What attracts me immediately about the book is the focus on exchange between domains that are usually separated: literature, science, and philosophy. Of course, you can throw economics, religion, and most any other domain into the mix, and Serres seems to do so whenever it suits his purposes. By its nature, exchange opens any domain to other domains. Moreover, regular and systematic exchange within a domain is a large part of what defines that domain. That's the nature of exchange: the pathway by which entities move energy, matter, information, and organization among or within themselves. Or perhaps a better way to say it is that exchange is the way that entities facilitate the flows of energy, matter, information, and organization. And don't think of flows as laminar and unidirectional. Nature provides for plenty of backwash, misdirection, redirection, and resistance. Flow is not simple.
The Greek god Hermes is the dominant agent standing at the crossroads, gateway, or bridge of the points of connection across which exchanges are made. Hermes is the god of exchange. Whenever two atoms exchange electrons, there is Hermes. Whenever two Instagram users swap memes, there is Hermes. Whenever people share bread, there is Hermes. Uhhh .. and Jesus, who has clear hermetic properties. Connectivity means exchange, and networks and rhizomes are mapped by their exchanges, their points of connection across which things flow, back and forth. Hermes, then, is the God of Emergence, presiding at all the points of connection and exchange which enable the emergence of entities, from ions through societies to galaxies. Hermes is one busy dude. I suspect he is worthy of serious consideration.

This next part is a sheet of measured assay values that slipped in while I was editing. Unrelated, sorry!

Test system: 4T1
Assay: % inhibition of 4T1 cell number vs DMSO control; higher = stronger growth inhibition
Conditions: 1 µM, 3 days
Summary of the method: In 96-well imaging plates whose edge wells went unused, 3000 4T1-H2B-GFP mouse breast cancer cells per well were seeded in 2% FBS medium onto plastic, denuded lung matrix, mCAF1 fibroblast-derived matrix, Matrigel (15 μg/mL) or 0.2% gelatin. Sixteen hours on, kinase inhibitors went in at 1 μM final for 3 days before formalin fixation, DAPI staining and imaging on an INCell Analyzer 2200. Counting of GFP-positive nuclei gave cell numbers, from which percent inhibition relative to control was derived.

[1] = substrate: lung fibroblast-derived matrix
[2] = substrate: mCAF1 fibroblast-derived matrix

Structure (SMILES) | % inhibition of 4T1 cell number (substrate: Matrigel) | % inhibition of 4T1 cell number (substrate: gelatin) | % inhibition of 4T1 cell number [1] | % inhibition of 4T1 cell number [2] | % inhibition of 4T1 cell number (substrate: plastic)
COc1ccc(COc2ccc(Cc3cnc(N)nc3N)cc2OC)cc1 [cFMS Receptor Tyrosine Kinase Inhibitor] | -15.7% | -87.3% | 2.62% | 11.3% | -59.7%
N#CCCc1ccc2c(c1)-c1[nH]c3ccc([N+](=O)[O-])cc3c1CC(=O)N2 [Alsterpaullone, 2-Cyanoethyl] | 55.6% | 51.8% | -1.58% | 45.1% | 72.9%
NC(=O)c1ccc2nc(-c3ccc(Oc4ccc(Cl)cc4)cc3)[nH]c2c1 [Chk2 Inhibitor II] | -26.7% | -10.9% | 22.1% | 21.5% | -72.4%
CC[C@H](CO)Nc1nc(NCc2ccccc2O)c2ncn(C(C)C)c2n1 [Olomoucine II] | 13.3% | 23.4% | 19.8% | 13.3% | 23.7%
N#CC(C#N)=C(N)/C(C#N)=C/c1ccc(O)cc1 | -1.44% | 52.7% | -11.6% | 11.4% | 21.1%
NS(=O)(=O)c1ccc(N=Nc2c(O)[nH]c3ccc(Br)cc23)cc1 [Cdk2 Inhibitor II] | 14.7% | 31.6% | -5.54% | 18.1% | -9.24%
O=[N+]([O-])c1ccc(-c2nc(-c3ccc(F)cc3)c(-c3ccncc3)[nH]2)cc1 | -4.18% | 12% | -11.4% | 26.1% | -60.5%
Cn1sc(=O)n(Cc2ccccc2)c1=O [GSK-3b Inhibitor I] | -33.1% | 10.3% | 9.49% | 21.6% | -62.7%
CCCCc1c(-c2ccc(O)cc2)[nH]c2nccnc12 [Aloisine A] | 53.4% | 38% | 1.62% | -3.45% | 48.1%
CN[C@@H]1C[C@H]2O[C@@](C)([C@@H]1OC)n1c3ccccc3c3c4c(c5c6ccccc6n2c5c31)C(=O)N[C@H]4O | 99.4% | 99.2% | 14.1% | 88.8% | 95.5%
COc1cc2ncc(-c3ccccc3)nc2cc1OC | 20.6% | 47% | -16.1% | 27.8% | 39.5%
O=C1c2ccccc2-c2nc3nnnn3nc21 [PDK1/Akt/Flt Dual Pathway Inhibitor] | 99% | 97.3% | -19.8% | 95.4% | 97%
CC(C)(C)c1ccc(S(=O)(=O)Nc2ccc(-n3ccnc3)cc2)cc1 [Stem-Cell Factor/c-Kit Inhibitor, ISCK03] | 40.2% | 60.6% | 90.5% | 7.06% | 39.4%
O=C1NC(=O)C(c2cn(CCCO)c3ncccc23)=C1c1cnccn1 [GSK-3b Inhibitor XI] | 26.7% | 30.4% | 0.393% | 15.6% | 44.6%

The second attraction for me is how Serres explores the connections and exchanges between the humanities and the sciences. As the editors of this volume explain it:
There exists a passage (or passages) between the exact sciences on the one hand and the sciences of man on the other. This thesis in itself is not new. Since the pre-Socratics and Plato, there have always been attempts to link these two domains, to overcome an unfruitful division. (Harari and Bell xi)It seems to me that the principle of exchange runs through all domains and through all our systems for modeling and expressing our knowledge of those domains: natural language, number, music, image, statues, scale models both real and computer, and so forth. And exchange scales. This blog post, for instance, is composed of letters which exchange data to combine and form words, which exchange data to form sentences, which exchange data to form paragraphs, to form posts, to form a blog, to form a blogosphere, to form ... well, you get the idea. Numbers do the same, exchanging information and organization to enable the emergence of new entities at multiple scales. Bodies do the same: particles to atoms to molecules to cells to organs to me to family to community to ... well. Understanding any domain through words corresponds to understanding any domain through numbers. Words and numbers are not the same. Each has its own strengths and abilities, but they each use exchange and connectivity to combine and recombine in ways that generate and move information and organization and that describe matter, energy, information, and organization. We can do words about words, numbers about numbers, and words about numbers and numbers about words.
|Image: © NRAO Outreach/T. Jarrett (IPAC/Caltech); |
B. Saxton, NRAO/AUI/NSF
Fortunately, Serres is well trained in sciences, literature, and philosophy, and he is fun to follow. And that's what I'll do for awhile. I want to see where Hermes leads us.
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